Published on February 13, 2014
Weather & Climate
By the end of the lesson… We will be able to ► Explain the relationship between temperature and relative humidity ► Explain the formation of convectional and relief rain.
Relative Humidity ► Relative humidity (RH) is the ratio between the actual amount of water vapour present in the air and the maximum amount of water vapour the air can hold at a given temperature. ► Expressed as a precentage (%) ► Formula:
Relative Humidity Example PART 1: ► The actual amount of vapour in the air in the morning was 10g/m3. Given that the air could contain a maximum of 50g/m3, what was the relative humidity of the air in the morning? Imagine: 50g 10g
Relative Humidity Example PART 2: ► As the temperature increased in the afternoon, the maximum amount of vapour that could be contained in the air now increased to 75g/m3. Given that the actual amount of vapour in the air remained the same as before, what was the relative humidity of the air now?
Relative Humidity Imagine: 75g 50g 50g RH: 20% 10g RH: 13.33% 10g
Relative Humidity Instrument used: Measured using a sling psychrometer:
Relative Humidity Terms: ► Saturation Point The point when the air can no longer absorb any more water. Relative humidity is at 100% ► Dew Point Temperature The temperature when saturation point is reached. Condensation occurs
Relative Humidity Imagine: 50g 50g RH: 20% 10g RH: 100% 10g
PitStop 3 Q1 and 2
1) Describe and explain the relationship between temperature and relative humidity. When temperature increases, relative humidity decreases. This is because: as the temperature rises, the surrounding air will expand. Thus, if the amount of water vapour in the air remains the same, the maximum capacity of the air to hold water vapour will now increase, causing the relative humidity level to drop.
Clouds Evaporation Water converts to vapour as it evaporates and rises up into the atmosphere.
Clouds Condensation Water vapour will condense on tiny particles in the air to form water droplets known as condensation nuclei.
Clouds Cloud formation: A cloud is essentially a huge mass of water droplets or ice crystals suspended in the atmosphere.
Q: Are fogs and clouds the same? There is no basic difference between a fog and a cloud. A fog is a cloud in contact with the ground. They are caused by a cold current of air from above striking down upon the warmer surface of the land or water.
Make your own cloud bottle! www.youtube.com/watch?v=ODImMpGFUa4
No two clouds are exactly alike, and they are always changing their shape. The reason we have different types of clouds is that clouds formation takes place at different heights and temperatures.
Nimbostratus Cumulonimbus Cirrus
Clouds ► High-level clouds: Cirrus clouds Appear 6 kilometres in the sky and as white lines or streaks. Do not produce rain and are usually made up of ice. ► Mid-level clouds: Altocumulus clouds White puffy clouds with darker areas underneath Around 4 kilometres high and often indicate an approaching storm.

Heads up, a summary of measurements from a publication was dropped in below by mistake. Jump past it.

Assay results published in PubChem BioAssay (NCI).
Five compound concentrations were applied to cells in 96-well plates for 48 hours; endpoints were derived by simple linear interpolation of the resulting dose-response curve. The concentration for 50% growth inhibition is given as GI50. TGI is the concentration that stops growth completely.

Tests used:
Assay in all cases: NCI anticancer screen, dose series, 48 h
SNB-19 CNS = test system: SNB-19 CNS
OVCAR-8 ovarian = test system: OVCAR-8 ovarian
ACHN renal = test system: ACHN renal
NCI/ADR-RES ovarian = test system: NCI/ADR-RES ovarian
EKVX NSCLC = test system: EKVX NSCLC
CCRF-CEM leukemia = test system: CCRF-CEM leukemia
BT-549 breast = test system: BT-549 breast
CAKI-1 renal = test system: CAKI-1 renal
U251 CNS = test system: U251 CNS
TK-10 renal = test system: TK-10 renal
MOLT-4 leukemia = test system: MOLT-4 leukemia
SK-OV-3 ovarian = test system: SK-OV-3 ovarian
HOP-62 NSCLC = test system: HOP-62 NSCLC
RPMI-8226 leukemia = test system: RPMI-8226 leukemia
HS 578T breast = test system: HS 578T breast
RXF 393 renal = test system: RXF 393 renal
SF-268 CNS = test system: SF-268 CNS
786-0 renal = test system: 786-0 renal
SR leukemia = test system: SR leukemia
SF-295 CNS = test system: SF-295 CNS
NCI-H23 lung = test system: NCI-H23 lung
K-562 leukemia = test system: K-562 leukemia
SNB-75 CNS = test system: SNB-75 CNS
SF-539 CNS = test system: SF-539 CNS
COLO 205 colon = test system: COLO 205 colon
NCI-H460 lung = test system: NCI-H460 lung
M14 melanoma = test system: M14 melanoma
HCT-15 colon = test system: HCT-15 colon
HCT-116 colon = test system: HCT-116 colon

Clouds ► Low-level clouds: Stratus clouds Often dense and dark or cottony white clumps in blue skies. Appears at around 2 kilometres high. ► Storm clouds: Cumulus clouds Produces thunderstorms Are large white and dark grey, extending in height from 1 to 7 kilometres above the Earth’s surface.
PitStop 3 Question 3
Rainfall and Precipitation
Precipitation ► Refers to waster in any form that falls from the atmosphere. ► Includes hail, snow, sleet etc. ► Classification High rainfall: > 1,500mm Low rainfall: < 250mm
The Hydrological Cycle 2. CONDENSATION 3. PRECIPITATION 1. TRANSPIRATION 1. EVAPORATION 4. RUNOFF Land Land 5. STORAGE
Precipitation Measured using a rain gauge:
Storm Clouds Gathering
Convectional Rain 1. Occurs when the Earth’s surface is intensely heated by the sun. 2. The air becomes unstable causing it to expand and rise rapidly. 3. As it expands, it loses heat and cools. When it reaches dew point temperature*, condensation occurs. 4. Cumulonimbus clouds are formed. 5. When the water droplets become too large and heavy, they fall to the ground. * The temperature when saturation point is reached.
Relief Rain Key Terms: ► Windward side On the side facing the wind ► Leeward On or toward the side sheltered from the wind
Relief Rain Windward Side Leeward Side
Relief Rain ► Relief rain occurs when moist air is forced to rise over physical barriers such as a mountain range. ► As the air rises over the windward side of the mountain range, altitude increases and temperature falls. ► Condensation occurs as the moist air reaches past saturation point, hence resulting in heavy rainfall along the windward mountain ranges.
Relief Rain ► Over at the leeward side, the clouds passing through have shed most of their moisture. ► Hence, the leeward side receives little to no rainfall.
PitStop 3 Q4, 5 and 6
4. Is convectional or relief rain more likely to occur in SG? Explain your answer. Ans: Convectional Rain – Temperatures are regularly high which allows for the intensive heating of the earth’s surface and therefore higher rates of evaporation. – Also, there are no landforms such as a mountain range which forces warm, moist air to rise – a condition necessary for the formation of relief rain.
5. a) Describe the climate of Osaka Questions to consider: ► Is the weather constant throughout the year? Are there any variations? ► Are there any months whereby the weather is cooler or warmer? ► Is the rainfall constant throughout? Is there a co-relation between rainfall and temperature? ► Is the relative humidity constant throughout?
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